Kashmir remains one of thorniest issues between India and Pakistan and is of highest priority in Pakistan foreign policy. The PTI manifesto proposes resolution of Kashmir issue according to UNSC directives and Imran Khan during his campaigning had accused Indian army of human rights violations. However, post-elections Khan appears a changed man and declared that if India takes one step Pakistan will take two, expressing his willingness to talk with India. Even Kashmiri separatist leaders like Abdul Ghani Bhat and Mirwaiz Umar Farooq have expressed hope that Imran’s ascent might help renew India-Pakistan talks on Kashmir and bring peace to the valley. Here, a point of caveat needs to be mentioned; that despite emerging the single largest party PTI failed to secure a majority of Parliament seats and a coalition government is likely to come to power and given the culture of military activism, Mr Khan might at times find himself constrained. On the other hand, Indian political establishment have maintained surprising silence as Indian media reports continue to condemn Khan’s election. Therefore, the onus lies with both powers; India will have to choose a constructive response to the change going beyond traditional media bashing and Pakistan will have to offer something new at the table to convince India that a Naya Pakistan, or a ‘new Pakistan’, is really on rise.
The writer is a Research Assistant at Observer Research Foundation, Kolkata Chapter

Pak-North Korea proliferation, joint concern of India, South Korea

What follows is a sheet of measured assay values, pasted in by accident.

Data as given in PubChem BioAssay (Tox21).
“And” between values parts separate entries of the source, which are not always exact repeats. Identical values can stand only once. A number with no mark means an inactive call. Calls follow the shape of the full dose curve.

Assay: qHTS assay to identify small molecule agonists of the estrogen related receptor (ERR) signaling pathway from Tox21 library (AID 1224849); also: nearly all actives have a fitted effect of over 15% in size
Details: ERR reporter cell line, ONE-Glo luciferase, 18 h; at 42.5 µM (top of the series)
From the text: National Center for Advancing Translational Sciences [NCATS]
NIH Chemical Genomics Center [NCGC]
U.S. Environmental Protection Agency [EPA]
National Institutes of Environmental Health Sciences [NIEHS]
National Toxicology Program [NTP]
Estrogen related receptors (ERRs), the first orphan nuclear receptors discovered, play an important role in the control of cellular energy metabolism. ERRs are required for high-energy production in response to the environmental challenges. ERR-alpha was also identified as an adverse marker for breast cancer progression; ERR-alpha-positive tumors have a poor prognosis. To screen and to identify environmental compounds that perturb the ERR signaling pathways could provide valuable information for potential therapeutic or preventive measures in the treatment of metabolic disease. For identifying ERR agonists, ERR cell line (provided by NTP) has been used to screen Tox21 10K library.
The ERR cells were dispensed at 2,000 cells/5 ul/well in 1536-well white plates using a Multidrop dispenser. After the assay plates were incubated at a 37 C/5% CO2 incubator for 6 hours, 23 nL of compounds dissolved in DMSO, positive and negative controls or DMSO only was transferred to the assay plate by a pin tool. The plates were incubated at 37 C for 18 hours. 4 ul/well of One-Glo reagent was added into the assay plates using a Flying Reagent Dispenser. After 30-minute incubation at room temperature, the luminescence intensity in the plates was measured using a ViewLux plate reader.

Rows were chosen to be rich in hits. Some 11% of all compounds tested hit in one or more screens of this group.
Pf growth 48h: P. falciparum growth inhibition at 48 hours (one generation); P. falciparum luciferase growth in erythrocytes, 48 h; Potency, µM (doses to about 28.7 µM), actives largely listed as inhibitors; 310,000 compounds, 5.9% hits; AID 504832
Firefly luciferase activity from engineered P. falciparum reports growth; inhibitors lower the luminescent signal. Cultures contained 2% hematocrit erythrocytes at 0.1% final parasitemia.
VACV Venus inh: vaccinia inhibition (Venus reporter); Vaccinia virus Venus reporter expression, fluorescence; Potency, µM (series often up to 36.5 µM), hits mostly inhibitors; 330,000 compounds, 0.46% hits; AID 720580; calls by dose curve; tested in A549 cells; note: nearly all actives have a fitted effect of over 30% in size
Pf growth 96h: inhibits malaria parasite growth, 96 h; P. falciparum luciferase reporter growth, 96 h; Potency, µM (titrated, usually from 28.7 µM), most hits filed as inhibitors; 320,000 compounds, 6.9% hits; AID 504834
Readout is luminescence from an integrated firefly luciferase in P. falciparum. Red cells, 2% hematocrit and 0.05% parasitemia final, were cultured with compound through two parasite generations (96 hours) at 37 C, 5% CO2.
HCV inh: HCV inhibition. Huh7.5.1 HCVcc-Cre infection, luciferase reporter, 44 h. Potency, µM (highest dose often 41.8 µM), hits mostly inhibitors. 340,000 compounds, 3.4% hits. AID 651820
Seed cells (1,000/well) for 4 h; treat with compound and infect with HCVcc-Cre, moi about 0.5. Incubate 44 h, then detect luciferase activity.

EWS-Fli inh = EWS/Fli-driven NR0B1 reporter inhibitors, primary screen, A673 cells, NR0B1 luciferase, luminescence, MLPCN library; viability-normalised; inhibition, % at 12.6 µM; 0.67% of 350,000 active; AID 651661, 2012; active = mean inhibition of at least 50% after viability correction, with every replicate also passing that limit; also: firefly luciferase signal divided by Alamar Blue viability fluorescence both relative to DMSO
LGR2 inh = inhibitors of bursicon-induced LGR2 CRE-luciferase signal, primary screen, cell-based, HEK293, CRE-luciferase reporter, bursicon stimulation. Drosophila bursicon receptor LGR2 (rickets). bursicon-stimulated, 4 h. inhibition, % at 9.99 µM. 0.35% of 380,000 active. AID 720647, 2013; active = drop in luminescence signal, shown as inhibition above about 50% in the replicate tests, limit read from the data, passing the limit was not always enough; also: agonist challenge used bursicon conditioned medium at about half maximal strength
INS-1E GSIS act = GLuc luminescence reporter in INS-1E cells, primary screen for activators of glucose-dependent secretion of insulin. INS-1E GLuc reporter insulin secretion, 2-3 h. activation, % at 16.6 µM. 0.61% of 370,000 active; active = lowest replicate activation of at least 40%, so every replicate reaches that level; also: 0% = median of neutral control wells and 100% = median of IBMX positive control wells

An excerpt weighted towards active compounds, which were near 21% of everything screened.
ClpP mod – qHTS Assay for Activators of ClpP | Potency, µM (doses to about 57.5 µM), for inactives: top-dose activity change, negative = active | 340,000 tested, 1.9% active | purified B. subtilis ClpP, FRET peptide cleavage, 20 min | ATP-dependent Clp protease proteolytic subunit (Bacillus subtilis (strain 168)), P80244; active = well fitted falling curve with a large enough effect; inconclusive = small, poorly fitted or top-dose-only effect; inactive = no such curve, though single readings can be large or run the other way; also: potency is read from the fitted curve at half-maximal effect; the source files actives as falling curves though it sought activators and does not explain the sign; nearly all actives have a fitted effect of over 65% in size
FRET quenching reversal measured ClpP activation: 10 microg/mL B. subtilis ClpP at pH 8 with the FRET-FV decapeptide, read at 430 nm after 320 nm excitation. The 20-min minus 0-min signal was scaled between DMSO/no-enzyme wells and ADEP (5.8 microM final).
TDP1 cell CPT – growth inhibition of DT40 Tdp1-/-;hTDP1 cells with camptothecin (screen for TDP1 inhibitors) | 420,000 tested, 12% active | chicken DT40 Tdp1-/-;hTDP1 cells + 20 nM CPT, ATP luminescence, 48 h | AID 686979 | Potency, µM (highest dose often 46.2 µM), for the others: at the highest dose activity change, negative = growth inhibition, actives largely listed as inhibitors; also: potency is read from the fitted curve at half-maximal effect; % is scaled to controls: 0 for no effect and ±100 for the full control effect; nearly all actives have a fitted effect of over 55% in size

Rishabh Tiwari The recent state visit of the President of South Korea, Moon Jae-in, to New Delhi, marked 45 years of diplomatic ties between India and South Korea. The visit underlined the interest of the two democracies in facing the threat of nuclear proliferation from Pakistan and North Korea. While releasing the joint statement, Prime Minister Narendra Modi said, “During our talks, I told President Moon that proliferation linkages between North-East Asia and South Asia is a matter of concern to India”. The statement may not have made it to the headlines but has been continually reiterated by India in some form or the other. Even during recent May visit, which was the first high-level visit in two decades, of Minister of State for External Affairs, Gen. V. K. Singh to North Korea, the proliferation issue was of core concern and was conveyed to Pyongyang.

Pak-North Korea ties

Although trade relations between Pakistan and DPRK were established in early 1970’s, the two nations bolstered their defence ties in the late 1970’s. In this regard, the visit of Pakistan’s then Prime Minister Zulfikar Ali Bhutto to Pyongyang in 1976 is viewed as a defining moment in the bilateral ties between the two nations. Although North Korea’s nuclear proliferation seemingly started in the 1980’s, at a time when Pakistan began its uranium enrichment programme. It reached its zenith during the 90’s. Afterwards, missile cooperation between North Korea and Pakistan received impetus post the high-level visit of Pakistan’s former Prime Minister Benazir Bhutto’s visit to North Korea in 1993. This resulted in a series of ‘technology’ and ‘material’ exchanges between the two countries. Pakistan emerged as a partner to North Korea in developing its uranium enrichment technology. In fact, exchange of centrifuge technology, and even the centrifuges themselves, was underway during 90’s. Although Pakistan has defended its proliferation record, its nuclear scientist A. Q. Khan was himself involved in this proliferation. On the other hand, North Korea, considering its successful ballistic missile programme, emerged as valuable partner to Pakistan’s missile programme. The ‘No Dong’ missiles were the ones trades for Highly Enriched Uranium(HEU) technologies with Pakistan. The Ghauri series of missiles of Pakistan are apparently inspired from the No Dong missile of North Korea. These proliferation linkages and North Korea-Pakistan nuclear cooperation have thus been an emerging concern for India. This threat was revived after North Korea successfully tested a thermonuclear bomb in 2017, as it could another nuclear race in the sub-continent.

Converging interests